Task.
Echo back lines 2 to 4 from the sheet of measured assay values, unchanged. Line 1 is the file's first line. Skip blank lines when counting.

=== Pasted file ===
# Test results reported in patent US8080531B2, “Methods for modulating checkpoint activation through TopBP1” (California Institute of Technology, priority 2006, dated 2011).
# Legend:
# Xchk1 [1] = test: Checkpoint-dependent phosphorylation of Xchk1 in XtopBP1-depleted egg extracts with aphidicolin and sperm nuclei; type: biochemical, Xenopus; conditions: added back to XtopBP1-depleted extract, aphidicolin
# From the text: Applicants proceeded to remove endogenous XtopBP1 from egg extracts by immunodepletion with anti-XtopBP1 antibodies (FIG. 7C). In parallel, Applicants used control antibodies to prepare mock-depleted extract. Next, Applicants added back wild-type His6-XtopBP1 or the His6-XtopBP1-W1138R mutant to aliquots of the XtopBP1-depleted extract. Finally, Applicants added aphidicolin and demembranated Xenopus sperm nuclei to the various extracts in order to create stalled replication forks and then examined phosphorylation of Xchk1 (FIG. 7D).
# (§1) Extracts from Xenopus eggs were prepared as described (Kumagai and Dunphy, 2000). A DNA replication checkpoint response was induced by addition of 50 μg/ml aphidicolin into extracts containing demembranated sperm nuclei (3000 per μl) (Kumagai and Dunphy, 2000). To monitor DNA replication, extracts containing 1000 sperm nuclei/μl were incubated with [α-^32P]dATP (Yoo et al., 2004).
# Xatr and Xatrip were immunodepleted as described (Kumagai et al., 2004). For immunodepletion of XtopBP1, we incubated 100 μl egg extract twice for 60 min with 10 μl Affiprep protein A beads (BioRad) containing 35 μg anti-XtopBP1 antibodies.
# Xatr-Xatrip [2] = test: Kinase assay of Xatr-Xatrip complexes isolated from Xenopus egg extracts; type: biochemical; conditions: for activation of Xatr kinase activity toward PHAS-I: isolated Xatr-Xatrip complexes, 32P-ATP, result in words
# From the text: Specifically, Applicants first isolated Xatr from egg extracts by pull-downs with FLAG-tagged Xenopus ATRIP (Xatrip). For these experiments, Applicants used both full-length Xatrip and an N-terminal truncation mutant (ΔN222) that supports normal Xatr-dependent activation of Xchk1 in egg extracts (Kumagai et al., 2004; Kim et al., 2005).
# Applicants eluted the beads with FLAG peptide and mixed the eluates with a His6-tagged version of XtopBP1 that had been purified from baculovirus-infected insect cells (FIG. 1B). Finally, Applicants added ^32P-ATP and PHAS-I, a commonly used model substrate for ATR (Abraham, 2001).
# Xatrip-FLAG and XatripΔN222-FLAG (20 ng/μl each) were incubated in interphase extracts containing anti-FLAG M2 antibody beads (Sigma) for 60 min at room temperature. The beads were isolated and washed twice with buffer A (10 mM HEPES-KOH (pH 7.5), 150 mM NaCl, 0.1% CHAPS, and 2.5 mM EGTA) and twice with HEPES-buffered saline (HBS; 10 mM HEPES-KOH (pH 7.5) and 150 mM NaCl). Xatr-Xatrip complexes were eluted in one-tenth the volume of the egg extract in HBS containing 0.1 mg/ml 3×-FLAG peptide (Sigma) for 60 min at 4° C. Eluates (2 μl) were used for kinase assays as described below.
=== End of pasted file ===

# Legend:
# Xchk1 [1] = test: Checkpoint-dependent phosphorylation of Xchk1 in XtopBP1-depleted egg extracts with aphidicolin and sperm nuclei; type: biochemical, Xenopus; conditions: added back to XtopBP1-depleted extract, aphidicolin
# From the text: Applicants proceeded to remove endogenous XtopBP1 from egg extracts by immunodepletion with anti-XtopBP1 antibodies (FIG. 7C). In parallel, Applicants used control antibodies to prepare mock-depleted extract. Next, Applicants added back wild-type His6-XtopBP1 or the His6-XtopBP1-W1138R mutant to aliquots of the XtopBP1-depleted extract. Finally, Applicants added aphidicolin and demembranated Xenopus sperm nuclei to the various extracts in order to create stalled replication forks and then examined phosphorylation of Xchk1 (FIG. 7D).